is for some a heroic defender of precious freedoms, but for others he’s an impertinent embarrassment. On 2 December 2011, Huw Spanner sat in the winter sunshine with him outside a Westminster coffee shop and found him wanting out.
Photography: Andrew Firth
Let’s begin with the English Civil War, which you invoke several times in your autobiography, Flying Free1Published in paperback by Biteback Publishing on November 10, 2011 – a conflict that pitched brother against brother, Christian against Christian. You describe yourself as a Cavalier –
I know. I know.
– and yet you say: ‘We fought a fierce and bloody civil war … to be rid of an arbitrary and capricious monarch.’ I’m curious to know which side you would have joined.
Well, I’m Cavalier by instinct and by lifestyle. I mean, I don’t like Roundheads. You know, you can be Christian and fun or you can be Christian and, like Cromwell, be deeply puritanical and want to control everybody. So, yes, the Civil War is terribly important but I accept that there is a minor conflict in my mind on it.
Ultimately, the importance of the Civil War and the republic and what happened in the 1680s is that we put together, I think, a constitutional settlement as good as anything in the world, really. We had a system of government that we all understood. We all understood. OK, there wasn’t full emancipation, but from then on general elections really mattered. And my argument is that since [Britain joined the European Economic Community, the forerunner of the European Union, in] 19732The year that Edward Heath’s government took Britain into what was then the European Economic Community that has gradually been diminishing, to the point now where it doesn’t really make any difference who’s in No 10. I mean, it doesn’t matter to the City any more whether it’s Tory or Labour.
That war was very much about values as well as interests, and it split the population in two. Do you think it is ever possible for a political party to represent everyone?
It would be silly to say that – you could never, ever represent the whole country – and since I was elected to the European Parliament I’ve always said that I’m not going to represent the whole constituency (and remember it’s vast – six million voters), I’m there to represent the people who voted for me and to use that position to try to persuade others that we are actually right.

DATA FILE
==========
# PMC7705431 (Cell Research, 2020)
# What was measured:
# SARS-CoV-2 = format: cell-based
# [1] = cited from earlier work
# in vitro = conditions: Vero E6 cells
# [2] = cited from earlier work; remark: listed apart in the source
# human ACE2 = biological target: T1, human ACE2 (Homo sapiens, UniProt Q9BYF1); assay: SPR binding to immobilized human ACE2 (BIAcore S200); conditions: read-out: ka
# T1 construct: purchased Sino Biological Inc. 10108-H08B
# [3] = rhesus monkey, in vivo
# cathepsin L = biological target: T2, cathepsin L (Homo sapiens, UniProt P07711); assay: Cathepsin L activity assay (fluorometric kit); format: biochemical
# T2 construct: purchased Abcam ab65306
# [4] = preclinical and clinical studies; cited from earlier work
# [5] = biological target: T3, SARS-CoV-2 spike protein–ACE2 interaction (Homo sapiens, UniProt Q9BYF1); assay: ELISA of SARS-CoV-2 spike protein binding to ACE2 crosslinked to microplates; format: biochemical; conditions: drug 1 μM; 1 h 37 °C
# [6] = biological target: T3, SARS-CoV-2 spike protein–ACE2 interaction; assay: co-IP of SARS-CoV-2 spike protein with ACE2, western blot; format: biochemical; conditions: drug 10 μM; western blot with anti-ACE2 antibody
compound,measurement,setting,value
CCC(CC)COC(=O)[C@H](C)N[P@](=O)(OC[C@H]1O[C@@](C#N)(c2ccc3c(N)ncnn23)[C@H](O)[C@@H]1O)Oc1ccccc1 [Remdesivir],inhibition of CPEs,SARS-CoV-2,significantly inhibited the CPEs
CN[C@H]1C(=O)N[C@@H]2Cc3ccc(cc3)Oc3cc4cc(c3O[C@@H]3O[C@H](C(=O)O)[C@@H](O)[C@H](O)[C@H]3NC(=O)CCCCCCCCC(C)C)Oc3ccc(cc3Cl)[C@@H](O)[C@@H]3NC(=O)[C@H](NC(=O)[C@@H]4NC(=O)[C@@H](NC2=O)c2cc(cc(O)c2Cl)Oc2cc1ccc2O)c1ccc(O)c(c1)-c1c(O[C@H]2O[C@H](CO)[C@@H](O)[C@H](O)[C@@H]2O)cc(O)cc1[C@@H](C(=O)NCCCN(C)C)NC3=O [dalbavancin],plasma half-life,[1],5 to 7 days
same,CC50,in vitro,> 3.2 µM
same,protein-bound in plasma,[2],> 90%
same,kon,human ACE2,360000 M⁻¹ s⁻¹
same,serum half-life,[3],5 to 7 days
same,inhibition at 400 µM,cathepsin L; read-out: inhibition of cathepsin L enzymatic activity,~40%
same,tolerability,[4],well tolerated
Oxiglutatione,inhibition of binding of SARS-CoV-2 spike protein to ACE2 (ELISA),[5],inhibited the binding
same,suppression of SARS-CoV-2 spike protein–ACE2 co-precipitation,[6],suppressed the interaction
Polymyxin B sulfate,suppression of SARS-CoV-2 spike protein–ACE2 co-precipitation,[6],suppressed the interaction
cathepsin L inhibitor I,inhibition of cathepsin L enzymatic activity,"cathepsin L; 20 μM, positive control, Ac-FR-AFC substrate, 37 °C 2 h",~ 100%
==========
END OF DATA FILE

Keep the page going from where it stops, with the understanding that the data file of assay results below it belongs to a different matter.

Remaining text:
But the interesting thing about [the UK Independence Party] is that it attracts an incredibly diverse range of people. We pick up what I would call ‘patriotic Old Labour’, we pick up classical liberals who hate the big state and believe in individual freedom and we pick up traditional Tories who believe in the country. And don’t forget that when we started [in 1993], only about six of us in the country believed in this.
You write entertainingly about your upbringing, and with some insight. You refer at one point to ‘values which I had cherished since childhood’. What do you see, looking back, as the influences that formed you?
I think I believe in things that perhaps might be called slightly oldfashioned these days. I believe in punctuality, I believe that manners are rather important –
Difference is wonderful. All my life I’ve been fascinated by people of different countries, different classes. I like people
Except towards [Herman Van Rompuy,] the president of the European Council? You told him to his face he had ‘the charisma of a damp rag and the appearance of a low-grade bank clerk’.3On February 24, 2010, he told Herman Van Rompuy, the first full-time president of the European Council: ‘We were told that, when we had a president, we’d see a giant global political figure. … I’m afraid what we got was you. … I don’t want to be rude, but … you have the charisma of a damp rag and the appearance of a low-grade bank clerk. … You appear to have a loathing for the very concept of the existence of nation states. Perhaps that’s because you come from Belgium, which of course is pretty much a non-country.’
Well, you know, this is all rather silly, isn’t it, because, actually, calling somebody ‘a damp rag’ is a pretty minor form of abuse compared with what happens every Wednesday at Prime Minister’s Questions.
My family, both my mother’s side and my father’s, were very patriotic people. They believed in this country, they believed that the sacrifices they’d lived through through two world wars, awful though they were, had been worthwhile to keep our freedom and democracy. When I was small, you could never spend time with my grandparents without them talking about the past. One of my grandfathers was wounded in the Great War, in a very nasty action in which the corporal got the VC.
We were basically, on both sides, traditionally Conservative – but all mega-Thatcherite, because that was a breath of fresh air.
You say that even as a boy you ‘despised’ John Lennon’s song ‘Imagine’…
Yes. All this ‘Imagine there are no countries’, the idea that we all be the same, always struck me as bizarre. You know, we should be rather proud of who we are and what our history is. You see, the reason, in the end, that the European project can’t work – just as communism could never work – is that, whether we like it or not, mankind is tribal. I admit to being tribal.
Though you recall that you fell in love with Portugal at a very young age and for many years were more interested in ‘abroad’ than in Britain.